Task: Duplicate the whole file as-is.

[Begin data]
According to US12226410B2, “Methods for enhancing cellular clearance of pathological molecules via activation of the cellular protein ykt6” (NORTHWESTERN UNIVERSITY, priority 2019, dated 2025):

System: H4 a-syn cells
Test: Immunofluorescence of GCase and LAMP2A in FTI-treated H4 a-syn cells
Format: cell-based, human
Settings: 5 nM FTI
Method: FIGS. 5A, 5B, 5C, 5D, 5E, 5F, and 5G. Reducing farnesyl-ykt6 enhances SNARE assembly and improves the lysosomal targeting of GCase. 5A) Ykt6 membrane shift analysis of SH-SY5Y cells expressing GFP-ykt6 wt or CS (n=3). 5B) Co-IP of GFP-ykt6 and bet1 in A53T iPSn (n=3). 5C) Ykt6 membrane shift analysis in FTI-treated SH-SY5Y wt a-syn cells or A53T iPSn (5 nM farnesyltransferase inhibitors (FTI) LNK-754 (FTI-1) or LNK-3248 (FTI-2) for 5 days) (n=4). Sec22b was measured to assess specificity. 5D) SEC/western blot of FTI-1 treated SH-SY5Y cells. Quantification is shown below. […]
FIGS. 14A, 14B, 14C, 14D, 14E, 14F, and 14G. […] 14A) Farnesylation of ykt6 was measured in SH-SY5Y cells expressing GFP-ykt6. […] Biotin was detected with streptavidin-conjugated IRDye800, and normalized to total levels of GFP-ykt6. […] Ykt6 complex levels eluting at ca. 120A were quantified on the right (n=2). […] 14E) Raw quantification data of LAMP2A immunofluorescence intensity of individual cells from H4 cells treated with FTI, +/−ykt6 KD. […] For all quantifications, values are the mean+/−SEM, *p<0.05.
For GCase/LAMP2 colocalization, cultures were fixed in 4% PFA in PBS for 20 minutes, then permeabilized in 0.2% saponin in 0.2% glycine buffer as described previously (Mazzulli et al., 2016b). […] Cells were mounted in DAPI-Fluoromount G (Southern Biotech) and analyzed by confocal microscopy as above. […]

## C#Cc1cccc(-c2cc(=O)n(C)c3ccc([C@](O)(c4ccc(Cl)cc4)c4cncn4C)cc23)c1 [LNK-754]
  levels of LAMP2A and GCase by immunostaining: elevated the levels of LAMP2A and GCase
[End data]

According to US12226410B2, “Methods for enhancing cellular clearance of pathological molecules via activation of the cellular protein ykt6” (NORTHWESTERN UNIVERSITY, priority 2019, dated 2025):

System: H4 a-syn cells
Test: Immunofluorescence of GCase and LAMP2A in FTI-treated H4 a-syn cells
Format: cell-based, human
Settings: 5 nM FTI
Method: FIGS. 5A, 5B, 5C, 5D, 5E, 5F, and 5G. Reducing farnesyl-ykt6 enhances SNARE assembly and improves the lysosomal targeting of GCase. 5A) Ykt6 membrane shift analysis of SH-SY5Y cells expressing GFP-ykt6 wt or CS (n=3). 5B) Co-IP of GFP-ykt6 and bet1 in A53T iPSn (n=3). 5C) Ykt6 membrane shift analysis in FTI-treated SH-SY5Y wt a-syn cells or A53T iPSn (5 nM farnesyltransferase inhibitors (FTI) LNK-754 (FTI-1) or LNK-3248 (FTI-2) for 5 days) (n=4). Sec22b was measured to assess specificity. 5D) SEC/western blot of FTI-1 treated SH-SY5Y cells. Quantification is shown below. […]
FIGS. 14A, 14B, 14C, 14D, 14E, 14F, and 14G. […] 14A) Farnesylation of ykt6 was measured in SH-SY5Y cells expressing GFP-ykt6. […] Biotin was detected with streptavidin-conjugated IRDye800, and normalized to total levels of GFP-ykt6. […] Ykt6 complex levels eluting at ca. 120A were quantified on the right (n=2). […] 14E) Raw quantification data of LAMP2A immunofluorescence intensity of individual cells from H4 cells treated with FTI, +/−ykt6 KD. […] For all quantifications, values are the mean+/−SEM, *p<0.05.
For GCase/LAMP2 colocalization, cultures were fixed in 4% PFA in PBS for 20 minutes, then permeabilized in 0.2% saponin in 0.2% glycine buffer as described previously (Mazzulli et al., 2016b). […] Cells were mounted in DAPI-Fluoromount G (Southern Biotech) and analyzed by confocal microscopy as above. […]

## C#Cc1cccc(-c2cc(=O)n(C)c3ccc([C@](O)(c4ccc(Cl)cc4)c4cncn4C)cc23)c1 [LNK-754]
  levels of LAMP2A and GCase by immunostaining: elevated the levels of LAMP2A and GCase